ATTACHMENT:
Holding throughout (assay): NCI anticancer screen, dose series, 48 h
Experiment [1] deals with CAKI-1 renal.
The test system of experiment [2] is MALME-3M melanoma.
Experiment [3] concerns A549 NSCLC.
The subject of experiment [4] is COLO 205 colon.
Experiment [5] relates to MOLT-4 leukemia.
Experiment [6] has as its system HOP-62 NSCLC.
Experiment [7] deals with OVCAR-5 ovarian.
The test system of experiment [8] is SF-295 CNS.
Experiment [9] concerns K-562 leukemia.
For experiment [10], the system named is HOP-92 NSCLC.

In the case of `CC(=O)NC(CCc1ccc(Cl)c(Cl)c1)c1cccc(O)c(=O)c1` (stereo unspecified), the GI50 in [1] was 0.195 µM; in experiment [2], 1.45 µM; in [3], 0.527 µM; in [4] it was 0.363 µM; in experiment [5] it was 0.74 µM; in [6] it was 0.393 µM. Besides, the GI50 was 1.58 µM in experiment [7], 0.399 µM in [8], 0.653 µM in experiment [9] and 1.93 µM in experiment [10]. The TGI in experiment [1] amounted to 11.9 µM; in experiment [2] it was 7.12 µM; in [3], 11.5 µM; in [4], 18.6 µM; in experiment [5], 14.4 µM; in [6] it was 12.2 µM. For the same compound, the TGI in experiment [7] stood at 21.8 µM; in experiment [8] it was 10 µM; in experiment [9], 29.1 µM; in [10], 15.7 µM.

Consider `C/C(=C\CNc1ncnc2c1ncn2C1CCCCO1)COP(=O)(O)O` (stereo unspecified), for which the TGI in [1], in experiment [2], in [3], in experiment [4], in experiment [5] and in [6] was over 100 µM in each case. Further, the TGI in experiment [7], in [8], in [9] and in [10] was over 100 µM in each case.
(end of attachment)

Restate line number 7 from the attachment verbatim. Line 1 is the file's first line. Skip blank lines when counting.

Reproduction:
Experiment [6] has as its system HOP-62 NSCLC.